All posts by dnmadmin

Center of attention

Former Mississippi State offensive lineman Elgton Jenkins stood out in college for his versatility. There are not many positions he didn't have a hand in contributing at for the Bulldogs. As he moves on to the next level, we sat down to talk with him about his flexibility, technique and overall mindset heading into the 2019 NFL Draft.

Q&A with Mississippi State OL Elgton Jenkins

DN: With all of the different positions (LG, LT, RT, OC) you've played in school, which one would you say is your favorite? Did you have one that you feel like you're best at?

Jenkins: I think I'm better at center than all of them. I've been playing it for two years and in those two years I've been playing it I've been more wise to the game… having more knowledge. But I think with any position I play at this point right here, with the knowledge I have for the game, I can dominate and play at a high level.

DN: And speaking of playing at a high level, it seemed like one of the things that you do a really good job of is re-anchoring. Even if somebody may get you for a second, you do a good job of hopping back to sink back in the chair. Do you think your tackle experience helps dealing with guys inside trying to use leverage?

During the 2019 Reese's Senior Bowl practices Rankin (No. 74 pictured with player grabbing his jersey) demonstrated very good balance and core strength.

Jenkins: I really think it is a mix of athleticism, being strong and being able to bend. That's what I think it is.

DN: Some of the guys you've played with and have moved on, what type of advice have they given to you? Can you draw experience from your teammate being in this same situation, Rankin (Martinas, 3rd Round, 80th overall, 2018 NFL Draft, Houston Texans)? What has Martinas kind of talked to you about?

Jenkins: Man, he just says come to work every day with a business-mind approach. Treat this as your job and things like that. So every day come to work and every year somebody else is trying to come and take your job. You've got to be a man, step up and keep your job.

DN: In terms of learning a new offense this year under Joe Moorhead (Mississippi State head coach), what was one of the big things you had to pick up in terms of making a quick transition? Certainly a different style than the previous scheme.

Jenkins: Just the scheme and the offense and things like that. I think I pick up offenses really fast man. It is really just the same thing, you've just go to be able to use the verbiage from each offense and you'll pick it up fast.

DN: Do you feel like it was one game that you would want someone to take a look at, what game would that be?

Jenkins: I feel like you can look at the majority of my games, but a game I'd say probably was Auburn. They've got one of the bigger D-tackles and he probably had one tackle that game. Not only me, but my offensive line back at Mississippi State. They had a big part in that. We play as five and then we play as one. Us as a whole O-line had a big part in my success.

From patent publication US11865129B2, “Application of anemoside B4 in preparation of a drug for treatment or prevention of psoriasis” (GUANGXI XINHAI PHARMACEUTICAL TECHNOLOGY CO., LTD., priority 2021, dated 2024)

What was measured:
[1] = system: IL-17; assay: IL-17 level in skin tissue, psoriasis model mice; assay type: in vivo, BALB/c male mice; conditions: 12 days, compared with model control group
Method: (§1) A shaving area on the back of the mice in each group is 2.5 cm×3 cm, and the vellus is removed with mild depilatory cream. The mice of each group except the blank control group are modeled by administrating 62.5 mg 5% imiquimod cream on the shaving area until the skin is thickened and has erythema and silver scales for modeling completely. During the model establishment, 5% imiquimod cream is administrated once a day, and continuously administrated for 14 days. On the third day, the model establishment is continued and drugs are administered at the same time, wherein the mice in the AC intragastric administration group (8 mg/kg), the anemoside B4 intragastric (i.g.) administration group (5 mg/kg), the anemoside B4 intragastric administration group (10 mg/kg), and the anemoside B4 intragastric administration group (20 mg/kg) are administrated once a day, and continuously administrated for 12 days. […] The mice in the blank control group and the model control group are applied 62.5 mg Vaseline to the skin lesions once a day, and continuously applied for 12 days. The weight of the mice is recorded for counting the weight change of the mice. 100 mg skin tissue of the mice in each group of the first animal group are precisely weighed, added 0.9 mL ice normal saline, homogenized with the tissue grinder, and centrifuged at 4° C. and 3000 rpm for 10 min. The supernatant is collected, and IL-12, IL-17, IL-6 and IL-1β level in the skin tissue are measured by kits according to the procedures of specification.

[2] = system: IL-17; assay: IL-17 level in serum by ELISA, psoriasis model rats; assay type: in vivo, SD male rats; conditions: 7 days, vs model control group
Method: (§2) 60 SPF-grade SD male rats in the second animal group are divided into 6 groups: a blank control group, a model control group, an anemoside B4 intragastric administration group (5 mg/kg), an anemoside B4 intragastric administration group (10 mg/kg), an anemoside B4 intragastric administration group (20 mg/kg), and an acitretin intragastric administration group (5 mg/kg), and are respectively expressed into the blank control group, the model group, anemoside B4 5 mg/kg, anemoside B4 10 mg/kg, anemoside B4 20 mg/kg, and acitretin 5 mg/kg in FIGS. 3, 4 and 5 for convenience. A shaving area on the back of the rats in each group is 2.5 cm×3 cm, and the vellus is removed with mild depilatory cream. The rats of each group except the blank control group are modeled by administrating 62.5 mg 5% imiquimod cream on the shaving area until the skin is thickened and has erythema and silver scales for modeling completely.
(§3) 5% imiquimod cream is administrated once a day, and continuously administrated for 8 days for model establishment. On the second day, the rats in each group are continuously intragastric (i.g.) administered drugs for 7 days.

DN: Is there one guy at the next level you pattern your game after? Or a guy you've looked up to?

Jenkins: When I was playing tackle, I always looked at tackles. Me playing center right now, it'll probably be somebody like Maurkice (Pouncey, Pittsburgh Steelers) or someone like that.

DN: That's a pretty good one. Thanks a lot for your time man. Good luck in the draft.

Jenkins: Appreciate it.

Related Images:

2019 NFL Combine, Day 1, Offensive linemen: ‘Who got nasty?’

The 2019 NFL Combine featured a collection of very athletic offensive linemen on Day 1. We take a look at four players from the group who helped their respective stocks.

Joshua Miles 6'5 314 OL Morgan State

The former Western Tech High School star and Baltimore, Maryland native had already won his fair share of bar room brawls during the week of 2019 East-West Shrine practices. Tough to dislodge from inside at guard, he also slid his feet well at times during the week at left tackle.

The last player drafted from Morgan State was back in 2003. Former Bears and New York Giants tight end Visanthe Shiancoe impressed NFL scouts during his own combine performance with an eye-opening 39 1/2-inch vertical leap while weighing in around the 251-pound mark.

While that leap was impressive, the 36-inch vertical jump that Miles - a 2018 All-MEAC performer- turned in on Friday may end up as the most impressive athletic feat of the weekend. Why? He weighs in the 315-pound range. When you couple that with his 9'1" broad jump, it is easy to quantify his lower body explosion on the field. His 4.75-second showing in the 20-yard short shuttle will also open the eyes of NFL teams. He is a near lock to become just the second Bear drafted in the last 37 years.

Max Scharping 6'6 327 OL Northern Illinois

Max Sharping (No. 73 pictured) started 53 consecutive games for the Huskies.

An above average postseason has been icing on the cake so for Scharping, whose game is defined by his patience. On film, he frustrates defensive ends by always keeping his hands up around his numbers in a position ready to punch. He understands angles. The kinesiology graduate and Academic All-American offers teams flexibility. He started at right guard, right tackle and left tackle in school.

On Friday, he put to rest some doubts about his true foot quickness and explosiveness despite not running a 40-yard dash. He went under 4.7 seconds in the 20-yard short shuttle (4.69), posted an impressive 28-inch vertical jump and notched a respectable 7.77 time in the all-important three-cone drill. Perhaps even more impressive was that he did it while weighing in seven pounds heavier than he did at the 2019 Senior Bowl.

Trey Pipkins 6'6 309 OT Sioux Falls

Pipkins (No. 78 pictured) was the first player ever selected to attend the NFL Combine from Sioux Falls.

NFL teams want to see a player dominate his level of play (Division II) and Pipkins obliged, turning in an All-American campaign that routinely saw him finish versus overmatched personnel. Regardless of the personnel, he has shown an element of ‘nasty’ finishing linebackers and defensive ends once he gets his hands inside the numbers (2nd QTR/4:33, Minnesota State Moorhead ’18; Jones, Day 2, East-West Shrine ’19-pancakes him through ground).